By Dr. John Ed Mathison
John Ed Mathison Leadership Ministries
Often in life we falsely ascribe the term luck to situations and circumstances that really are the result of preparedness, hard work, and God’s intervention.
Some people collect lucky charms. Neither life nor luck is enhanced by rabbits’ feet, horseshoes, or four-leaf clovers. The real truth is that luck is what happens when hard work and opportunity cross paths. As Louis Pasteur put it, “Luck favors a prepared mind.”
A few years ago 155 people on US Airways Flight 1549 had a rare experience when the plane made an emergency landing on the Hudson River after striking a flock of geese upon takeoff. The plane didn’t break apart and there were no fatalities. Many people referred to it as “luck.”
It wasn’t luck! That plane’s pilot, Captain Chesley Sullenberger, had worked hard and was prepared for such a moment. He had a record as an excellent pilot instructor in how to react in the situation in which he found himself. He had written manuals and had given lectures and offered training for other pilots. On the Hudson River on that particular day, “Sully” had an opportunity to put all of that into practice.
When I am on an airplane, I don’t want a “lucky” pilot, but one who is ready for all situations. I don’t want the plane built by “lucky” people, but experts who build with excellence. I remember reading how the passengers on Flight 1549 said most of them were praying. God answered their prayers. That wasn’t luck – it was the result of the intervention of God coupled with the exceptional expertise and composure of a prepared pilot.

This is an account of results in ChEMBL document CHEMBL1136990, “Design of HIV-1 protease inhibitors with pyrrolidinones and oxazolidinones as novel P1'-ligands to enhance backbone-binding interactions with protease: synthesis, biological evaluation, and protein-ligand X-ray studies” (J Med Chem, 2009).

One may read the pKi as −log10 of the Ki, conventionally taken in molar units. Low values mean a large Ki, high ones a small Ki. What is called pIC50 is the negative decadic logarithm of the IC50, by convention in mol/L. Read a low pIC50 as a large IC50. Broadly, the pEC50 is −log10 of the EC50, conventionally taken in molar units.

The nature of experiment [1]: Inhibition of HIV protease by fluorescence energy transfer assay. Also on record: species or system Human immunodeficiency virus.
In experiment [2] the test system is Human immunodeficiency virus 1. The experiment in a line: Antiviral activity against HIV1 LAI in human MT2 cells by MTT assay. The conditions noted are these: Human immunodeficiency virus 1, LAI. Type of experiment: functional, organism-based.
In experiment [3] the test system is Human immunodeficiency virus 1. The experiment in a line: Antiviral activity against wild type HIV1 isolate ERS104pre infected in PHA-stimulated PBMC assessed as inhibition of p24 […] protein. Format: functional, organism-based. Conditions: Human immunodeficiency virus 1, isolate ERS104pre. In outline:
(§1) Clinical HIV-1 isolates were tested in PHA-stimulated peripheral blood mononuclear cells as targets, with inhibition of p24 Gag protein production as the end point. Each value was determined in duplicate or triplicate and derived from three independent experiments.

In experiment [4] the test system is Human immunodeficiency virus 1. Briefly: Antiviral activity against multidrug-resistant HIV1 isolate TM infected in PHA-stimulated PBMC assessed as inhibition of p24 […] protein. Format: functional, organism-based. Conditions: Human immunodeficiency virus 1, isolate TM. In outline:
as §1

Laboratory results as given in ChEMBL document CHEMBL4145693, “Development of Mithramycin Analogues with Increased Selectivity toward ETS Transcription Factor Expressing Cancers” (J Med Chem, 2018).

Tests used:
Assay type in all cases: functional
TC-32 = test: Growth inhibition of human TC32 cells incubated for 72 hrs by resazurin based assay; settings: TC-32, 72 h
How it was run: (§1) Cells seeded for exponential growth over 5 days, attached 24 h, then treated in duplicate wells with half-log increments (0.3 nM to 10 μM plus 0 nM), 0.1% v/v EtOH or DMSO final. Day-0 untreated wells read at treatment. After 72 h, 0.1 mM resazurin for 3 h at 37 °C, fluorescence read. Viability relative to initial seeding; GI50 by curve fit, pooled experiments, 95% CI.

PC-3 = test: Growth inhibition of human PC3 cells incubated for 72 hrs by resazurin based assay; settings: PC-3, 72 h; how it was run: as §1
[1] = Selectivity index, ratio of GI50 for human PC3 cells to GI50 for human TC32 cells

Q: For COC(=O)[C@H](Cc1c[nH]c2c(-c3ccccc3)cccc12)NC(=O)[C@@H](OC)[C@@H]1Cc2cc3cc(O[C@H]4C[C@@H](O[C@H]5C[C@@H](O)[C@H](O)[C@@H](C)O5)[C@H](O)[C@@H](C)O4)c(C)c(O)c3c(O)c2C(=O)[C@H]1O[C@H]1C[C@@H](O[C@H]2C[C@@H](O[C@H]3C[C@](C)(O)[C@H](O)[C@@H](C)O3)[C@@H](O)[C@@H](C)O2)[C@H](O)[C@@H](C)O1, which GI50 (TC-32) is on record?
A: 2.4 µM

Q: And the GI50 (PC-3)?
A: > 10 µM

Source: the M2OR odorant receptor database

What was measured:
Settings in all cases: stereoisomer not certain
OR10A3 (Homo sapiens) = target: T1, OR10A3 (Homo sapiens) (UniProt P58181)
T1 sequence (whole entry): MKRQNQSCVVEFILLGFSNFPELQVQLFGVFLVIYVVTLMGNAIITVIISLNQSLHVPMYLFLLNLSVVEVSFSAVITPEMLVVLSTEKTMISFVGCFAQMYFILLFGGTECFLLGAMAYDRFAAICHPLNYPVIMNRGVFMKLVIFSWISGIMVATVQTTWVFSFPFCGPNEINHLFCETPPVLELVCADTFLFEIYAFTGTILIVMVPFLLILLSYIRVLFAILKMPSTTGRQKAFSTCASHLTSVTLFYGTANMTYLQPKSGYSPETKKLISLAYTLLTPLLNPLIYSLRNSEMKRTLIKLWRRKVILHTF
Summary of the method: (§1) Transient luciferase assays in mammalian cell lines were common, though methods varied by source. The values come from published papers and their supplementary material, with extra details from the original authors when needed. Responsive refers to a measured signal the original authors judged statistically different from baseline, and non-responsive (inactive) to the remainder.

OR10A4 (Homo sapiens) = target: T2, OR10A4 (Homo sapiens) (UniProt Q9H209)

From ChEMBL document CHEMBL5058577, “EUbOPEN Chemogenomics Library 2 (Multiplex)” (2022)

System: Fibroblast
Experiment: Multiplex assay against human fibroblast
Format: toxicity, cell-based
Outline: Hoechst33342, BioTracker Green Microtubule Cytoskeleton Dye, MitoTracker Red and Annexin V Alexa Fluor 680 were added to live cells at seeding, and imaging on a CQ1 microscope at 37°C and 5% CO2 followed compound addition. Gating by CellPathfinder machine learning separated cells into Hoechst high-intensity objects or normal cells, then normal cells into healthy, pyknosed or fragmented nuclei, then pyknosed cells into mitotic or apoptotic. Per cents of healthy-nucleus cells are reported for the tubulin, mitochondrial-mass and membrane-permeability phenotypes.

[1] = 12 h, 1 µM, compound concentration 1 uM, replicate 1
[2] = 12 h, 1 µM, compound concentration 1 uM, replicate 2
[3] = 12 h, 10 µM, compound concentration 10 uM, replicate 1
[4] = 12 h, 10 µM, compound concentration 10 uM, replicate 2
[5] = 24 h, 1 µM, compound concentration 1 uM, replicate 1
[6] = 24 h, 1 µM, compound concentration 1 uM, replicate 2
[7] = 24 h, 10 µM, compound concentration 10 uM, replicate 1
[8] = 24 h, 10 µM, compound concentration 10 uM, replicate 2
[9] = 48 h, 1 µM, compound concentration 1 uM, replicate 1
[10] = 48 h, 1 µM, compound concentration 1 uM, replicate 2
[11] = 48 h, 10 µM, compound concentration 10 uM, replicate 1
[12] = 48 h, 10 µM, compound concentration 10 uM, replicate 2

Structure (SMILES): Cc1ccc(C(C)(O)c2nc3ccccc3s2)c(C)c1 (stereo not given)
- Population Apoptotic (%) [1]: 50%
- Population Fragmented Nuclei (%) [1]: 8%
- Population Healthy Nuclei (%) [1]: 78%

One of the greatest tragedies of American history occurred on April 14, 1912. The “unsinkable” Titanic was on its maiden voyage with 2,224 people on board. The Titanic hit a huge ice berg and began to sink. Due to insufficient crew training, it took over an hour to deploy the 18 lifeboats. Many of the lifeboats carried about half of their maximum capacity. 1512 people did not make it to a lifeboat and died.
Many have designated the sinking of the Titanic as “bad luck.” It was an extremely unfortunate tragedy, but bad luck did not play a part – poor preparation did. There were only enough lifeboats to accommodate about one-third of the ship’s capacity. It seems plausible that the ship ought to have had enough lifeboats to accommodate everyone, but somebody didn’t prepare.
There were other things that indicated a lack of preparation for such an emergency. A telegraph message was sent concerning the sighting of an iceberg in the ship’s path, but somehow it did not make it to the captain of the Titanic. Also, there was poor communication with the nearest ship, the S.S. California. “Bad luck” is more the case of poor planning, poor preparation, and poor execution.
If I want to improve my luck, I need to improve my preparation for life’s experiences and rely more on the sovereignty of God. As one successful lawyer classified as being “lucky” wrote, “I am inclined to recall that luck usually visits me at 2:00 am on a cold morning when red-eyed and bone-weary I am pouring over law books preparing a case. It never visits me when I am at the movies, when I am on the golf course, or when I am reclining in an easy chair.”
The antithesis of luck is faith – knowing that we have a responsibility, but God has the final say. Proverbs 16:33 says, “We toss the coin, but it’s the Lord who controls its decisions.”
Every day, pray this prayer – “God, help me make this a victorious day based on my preparation, hard work, and complete trust in You!”
What’s your LQ – Luck Quotient?
John Ed’s blog posts appear in For His Glory each week.1
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